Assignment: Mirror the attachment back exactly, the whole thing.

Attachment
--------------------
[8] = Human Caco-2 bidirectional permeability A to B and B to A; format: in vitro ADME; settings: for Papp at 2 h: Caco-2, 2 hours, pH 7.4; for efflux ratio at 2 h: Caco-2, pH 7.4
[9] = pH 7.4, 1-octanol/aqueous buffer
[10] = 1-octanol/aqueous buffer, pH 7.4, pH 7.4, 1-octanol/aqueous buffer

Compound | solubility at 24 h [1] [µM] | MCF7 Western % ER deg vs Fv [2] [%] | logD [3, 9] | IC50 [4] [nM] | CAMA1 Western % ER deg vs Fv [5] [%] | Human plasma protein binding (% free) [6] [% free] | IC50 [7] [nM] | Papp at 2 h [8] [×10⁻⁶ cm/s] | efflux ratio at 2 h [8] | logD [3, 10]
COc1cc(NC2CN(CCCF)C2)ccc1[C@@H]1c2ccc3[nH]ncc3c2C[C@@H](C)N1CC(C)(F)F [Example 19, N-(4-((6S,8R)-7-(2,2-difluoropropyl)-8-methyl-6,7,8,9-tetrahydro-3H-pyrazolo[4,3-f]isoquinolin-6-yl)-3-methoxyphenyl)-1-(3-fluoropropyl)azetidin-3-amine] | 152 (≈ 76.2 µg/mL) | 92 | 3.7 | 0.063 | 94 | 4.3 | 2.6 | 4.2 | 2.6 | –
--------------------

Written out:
[8] = Human Caco-2 bidirectional permeability A to B and B to A; format: in vitro ADME; settings: for Papp at 2 h: Caco-2, 2 hours, pH 7.4; for efflux ratio at 2 h: Caco-2, pH 7.4
[9] = pH 7.4, 1-octanol/aqueous buffer
[10] = 1-octanol/aqueous buffer, pH 7.4, pH 7.4, 1-octanol/aqueous buffer

Compound | solubility at 24 h [1] [µM] | MCF7 Western % ER deg vs Fv [2] [%] | logD [3, 9] | IC50 [4] [nM] | CAMA1 Western % ER deg vs Fv [5] [%] | Human plasma protein binding (% free) [6] [% free] | IC50 [7] [nM] | Papp at 2 h [8] [×10⁻⁶ cm/s] | efflux ratio at 2 h [8] | logD [3, 10]
COc1cc(NC2CN(CCCF)C2)ccc1[C@@H]1c2ccc3[nH]ncc3c2C[C@@H](C)N1CC(C)(F)F [Example 19, N-(4-((6S,8R)-7-(2,2-difluoropropyl)-8-methyl-6,7,8,9-tetrahydro-3H-pyrazolo[4,3-f]isoquinolin-6-yl)-3-methoxyphenyl)-1-(3-fluoropropyl)azetidin-3-amine] | 152 (≈ 76.2 µg/mL) | 92 | 3.7 | 0.063 | 94 | 4.3 | 2.6 | 4.2 | 2.6 | –